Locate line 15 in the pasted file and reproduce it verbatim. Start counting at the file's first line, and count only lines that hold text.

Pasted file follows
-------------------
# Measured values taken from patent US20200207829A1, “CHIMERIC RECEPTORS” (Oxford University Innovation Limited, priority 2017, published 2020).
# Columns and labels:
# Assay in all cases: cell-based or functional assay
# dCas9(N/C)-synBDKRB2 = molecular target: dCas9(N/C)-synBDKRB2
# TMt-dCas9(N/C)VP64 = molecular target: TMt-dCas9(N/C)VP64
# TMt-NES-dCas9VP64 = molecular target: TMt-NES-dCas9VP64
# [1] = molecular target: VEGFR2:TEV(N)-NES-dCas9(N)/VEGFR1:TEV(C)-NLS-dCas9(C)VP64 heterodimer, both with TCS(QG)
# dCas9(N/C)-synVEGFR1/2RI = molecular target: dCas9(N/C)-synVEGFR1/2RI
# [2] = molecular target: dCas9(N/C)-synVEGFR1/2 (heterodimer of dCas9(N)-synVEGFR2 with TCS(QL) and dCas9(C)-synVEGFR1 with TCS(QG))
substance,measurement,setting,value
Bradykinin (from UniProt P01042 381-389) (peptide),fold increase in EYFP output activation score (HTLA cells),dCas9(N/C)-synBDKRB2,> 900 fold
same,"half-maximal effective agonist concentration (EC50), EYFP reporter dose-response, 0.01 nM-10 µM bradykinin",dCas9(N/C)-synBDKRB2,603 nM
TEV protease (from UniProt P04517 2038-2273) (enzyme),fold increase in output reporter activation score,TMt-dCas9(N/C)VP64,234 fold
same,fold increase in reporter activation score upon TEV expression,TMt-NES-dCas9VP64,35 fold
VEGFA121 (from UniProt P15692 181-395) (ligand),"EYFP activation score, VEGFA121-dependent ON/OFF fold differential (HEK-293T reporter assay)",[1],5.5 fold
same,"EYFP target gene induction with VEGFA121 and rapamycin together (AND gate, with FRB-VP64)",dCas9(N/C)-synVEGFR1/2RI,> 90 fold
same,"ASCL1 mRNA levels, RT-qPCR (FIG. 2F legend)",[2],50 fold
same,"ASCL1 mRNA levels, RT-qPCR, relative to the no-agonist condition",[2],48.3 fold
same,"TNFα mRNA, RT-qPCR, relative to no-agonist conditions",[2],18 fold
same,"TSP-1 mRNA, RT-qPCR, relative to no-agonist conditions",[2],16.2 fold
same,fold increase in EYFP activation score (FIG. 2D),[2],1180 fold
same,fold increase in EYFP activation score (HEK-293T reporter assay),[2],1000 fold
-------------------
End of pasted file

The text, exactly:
VEGFA121 (from UniProt P15692 181-395) (ligand),"EYFP activation score, VEGFA121-dependent ON/OFF fold differential (HEK-293T reporter assay)",[1],5.5 fold